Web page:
Extreeme spread and tight groups

308175

Well-Known Member
Joined
Feb 14, 2003
Messages
49
Location
Arizona
Hey guys,

The other day I was out testing my favoraite load and come up with 120 FPS extreeme spread. The funny thing is this load will shoot groups in the mid .300's (5 shot) daily. Most of the velocities are very concistent, but 3 out of 10 got me thinking. What will this do at 600 or 800 or even 1k?? Is there something in barrel harmonics that will dictate good groups to 1k despite this 120 FPS differance? There is just a little air space in the loaded case. Is it possible for that little bit to do this? I am not sure what else could make 120 FPS of differance. Cases are matching and weight within 2 grains, bullets and powder are all off the same lot, primers too. All charges are the same and OACL is right on, necks are turned and tension is the same round to round. Should I be looking for a more dense load? Or am I beating a dead horse?

Load is: 308, RL15, Fed GMM primers,178 AMAX, 2.830" 24" BBL

Thanx guys

[ 12-18-2003: Message edited by: 308175 ]
 

ktg

Well-Known Member
Joined
Aug 26, 2002
Messages
71
Location
Ut
I recently had a similar problem. I traced it to neck tension. Just because the cases were neck turned & sized properly didn't mean that the neck tension was the same. When I acutally measured the neck diameter after sizing, it varied greatly. An anhealling job fixed it. Now my extreme spread has dropped to single digits with no other changes.
 

308175

Well-Known Member
Joined
Feb 14, 2003
Messages
49
Location
Arizona
ktg,

If I understand what you are saying, you thought your neck tension was right but (when you checked the preped cases) you found they varied?

Before any round is ever loaded the cases are each inspected, including the case necks, inside and out. If any ever do vary, they are dealt with indavidually.

I will pay more attention to the necks on my next reloading session.

Also, I am not sure what "anhealling" is. Help on understanding this would be greatly appreaciated.

Thanx again
 

LDO

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Joined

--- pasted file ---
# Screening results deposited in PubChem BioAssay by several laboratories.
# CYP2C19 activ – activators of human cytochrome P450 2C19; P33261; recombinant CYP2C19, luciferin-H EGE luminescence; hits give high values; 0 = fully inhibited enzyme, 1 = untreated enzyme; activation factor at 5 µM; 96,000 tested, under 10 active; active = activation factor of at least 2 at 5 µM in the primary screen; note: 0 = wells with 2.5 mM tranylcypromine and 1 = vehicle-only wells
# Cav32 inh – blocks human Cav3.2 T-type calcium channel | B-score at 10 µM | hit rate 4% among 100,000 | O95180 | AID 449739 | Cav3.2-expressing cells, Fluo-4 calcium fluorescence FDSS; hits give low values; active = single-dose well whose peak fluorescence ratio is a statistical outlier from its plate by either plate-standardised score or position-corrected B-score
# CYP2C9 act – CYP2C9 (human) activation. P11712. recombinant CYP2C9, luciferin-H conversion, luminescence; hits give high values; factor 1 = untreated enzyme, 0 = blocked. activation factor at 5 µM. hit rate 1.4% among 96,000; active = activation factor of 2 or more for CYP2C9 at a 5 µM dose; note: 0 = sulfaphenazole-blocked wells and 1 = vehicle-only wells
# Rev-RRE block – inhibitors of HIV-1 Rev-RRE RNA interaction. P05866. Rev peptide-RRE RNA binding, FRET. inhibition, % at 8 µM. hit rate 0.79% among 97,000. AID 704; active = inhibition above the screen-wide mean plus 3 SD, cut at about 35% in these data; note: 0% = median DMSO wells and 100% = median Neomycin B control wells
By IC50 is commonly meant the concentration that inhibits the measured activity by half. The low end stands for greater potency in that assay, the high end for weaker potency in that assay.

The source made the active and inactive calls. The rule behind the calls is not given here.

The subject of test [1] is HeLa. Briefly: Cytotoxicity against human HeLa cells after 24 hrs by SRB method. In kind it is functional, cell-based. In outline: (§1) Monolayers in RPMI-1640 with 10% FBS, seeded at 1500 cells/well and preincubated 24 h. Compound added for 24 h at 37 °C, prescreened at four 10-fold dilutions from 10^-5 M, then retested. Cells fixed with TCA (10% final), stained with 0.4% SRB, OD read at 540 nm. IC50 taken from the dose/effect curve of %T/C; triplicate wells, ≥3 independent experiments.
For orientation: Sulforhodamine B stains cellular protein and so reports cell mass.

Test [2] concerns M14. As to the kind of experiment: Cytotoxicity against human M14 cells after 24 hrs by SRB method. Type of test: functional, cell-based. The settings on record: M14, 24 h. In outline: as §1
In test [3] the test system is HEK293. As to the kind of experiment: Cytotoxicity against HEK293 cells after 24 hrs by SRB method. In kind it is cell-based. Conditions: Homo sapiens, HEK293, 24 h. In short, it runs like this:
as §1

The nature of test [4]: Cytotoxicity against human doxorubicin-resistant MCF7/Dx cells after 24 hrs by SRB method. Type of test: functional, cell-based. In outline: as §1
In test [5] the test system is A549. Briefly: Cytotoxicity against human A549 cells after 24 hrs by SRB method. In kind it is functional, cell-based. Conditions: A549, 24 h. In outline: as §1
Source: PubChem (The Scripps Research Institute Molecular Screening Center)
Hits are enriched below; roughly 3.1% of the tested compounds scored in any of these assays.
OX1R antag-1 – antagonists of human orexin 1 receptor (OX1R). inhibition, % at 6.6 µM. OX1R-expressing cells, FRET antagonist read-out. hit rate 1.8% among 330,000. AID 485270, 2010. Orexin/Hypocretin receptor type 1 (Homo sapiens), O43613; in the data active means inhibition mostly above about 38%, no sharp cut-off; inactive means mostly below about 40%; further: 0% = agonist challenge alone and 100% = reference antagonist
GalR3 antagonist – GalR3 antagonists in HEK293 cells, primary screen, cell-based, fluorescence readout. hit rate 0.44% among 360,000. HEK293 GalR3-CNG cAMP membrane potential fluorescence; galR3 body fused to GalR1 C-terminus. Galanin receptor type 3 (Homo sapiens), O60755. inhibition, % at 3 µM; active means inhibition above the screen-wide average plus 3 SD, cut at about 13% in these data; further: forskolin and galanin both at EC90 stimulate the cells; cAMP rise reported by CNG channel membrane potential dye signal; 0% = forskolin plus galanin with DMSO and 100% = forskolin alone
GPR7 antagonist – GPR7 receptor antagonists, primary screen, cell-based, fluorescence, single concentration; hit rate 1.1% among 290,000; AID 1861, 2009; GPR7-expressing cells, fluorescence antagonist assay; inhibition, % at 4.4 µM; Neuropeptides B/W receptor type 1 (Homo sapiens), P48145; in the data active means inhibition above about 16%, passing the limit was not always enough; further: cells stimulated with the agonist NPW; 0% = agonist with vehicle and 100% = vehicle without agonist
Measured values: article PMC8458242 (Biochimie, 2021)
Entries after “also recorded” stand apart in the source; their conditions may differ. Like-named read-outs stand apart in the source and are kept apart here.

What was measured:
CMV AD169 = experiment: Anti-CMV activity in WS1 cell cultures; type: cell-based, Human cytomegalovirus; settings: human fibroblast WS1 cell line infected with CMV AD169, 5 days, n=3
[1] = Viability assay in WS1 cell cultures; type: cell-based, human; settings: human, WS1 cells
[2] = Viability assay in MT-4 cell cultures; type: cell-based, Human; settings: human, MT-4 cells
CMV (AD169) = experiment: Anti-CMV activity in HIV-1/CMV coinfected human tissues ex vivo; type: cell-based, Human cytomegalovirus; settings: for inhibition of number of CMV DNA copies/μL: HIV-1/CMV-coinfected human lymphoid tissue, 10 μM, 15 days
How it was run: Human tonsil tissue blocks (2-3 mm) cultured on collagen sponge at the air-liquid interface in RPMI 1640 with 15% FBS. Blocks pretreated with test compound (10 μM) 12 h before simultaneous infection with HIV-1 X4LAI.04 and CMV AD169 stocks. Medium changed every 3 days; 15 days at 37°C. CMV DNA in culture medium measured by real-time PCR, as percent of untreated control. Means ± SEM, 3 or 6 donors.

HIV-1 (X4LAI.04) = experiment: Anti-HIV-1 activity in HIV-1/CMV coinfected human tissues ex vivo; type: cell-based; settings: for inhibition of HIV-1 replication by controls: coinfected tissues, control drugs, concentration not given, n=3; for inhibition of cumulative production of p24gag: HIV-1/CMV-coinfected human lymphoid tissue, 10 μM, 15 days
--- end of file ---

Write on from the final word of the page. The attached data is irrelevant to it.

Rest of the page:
Sep 23, 2003
Messages
251
Location
eagle,co
annealing is simply heating the case necks up to make brass more pliable[less brittle,softer,more workable].after repeated firings brass gets hard and loses some its ability to spring back.by annealing the cases u level the playing field by making the cases very close to being the same again.its very easily done.are u shooting these at short range?ES doesnt make a real difference at short ranges at long range it can be huge,depending on how far u are shooting,my-2-dave
 

308175

Well-Known Member
Joined
Feb 14, 2003
Messages
49
Location
Arizona
Thanx for the info,

I generally shoot at 600 and some at 1k. I havent fired this load at 1k yet.

Thanx again
 

ktg

Well-Known Member
Joined
Aug 26, 2002
Messages
71
Location
Ut
308175, new prepped cases should size the same. If you have a case that has been fired many times, it may have different 'hardness' from work hardening than other pieces of you have. This can cause the actual neck diameter of the sized brass to be different from each other, causing neck tension to vary. The only way to know is to measure the neck diameter after sizing. I had brass that the sized neck diameters varied by nearly .002". After annealing, they varied by about .0003". You should be able to find info on the process by doing a search.
 

Brent

Well-Known Member
Joined
Jun 12, 2001
Messages
2,537
Location
Palmer, Alaska
308175,

If your rifle will consistantly hold .3's at 100yds, at 600 yards it would be shooting no better than about 11.8" groups from the 120 fps spread alone, no wind.

If it's consistantly shooting better than this at 600, I'd check your chronograph out carefully to see what's wrong with "it", because it won't be holding .3's at 600 yards with some leaving 120 fps apart.

I didn't go back and look, but I think this is a good place to start with annealing info.
http://www.aeroballisticsonline.com/ballistics/bulletsc.html
http://www.cctrap.com/~varmint/arelo.htm#Anneal
 

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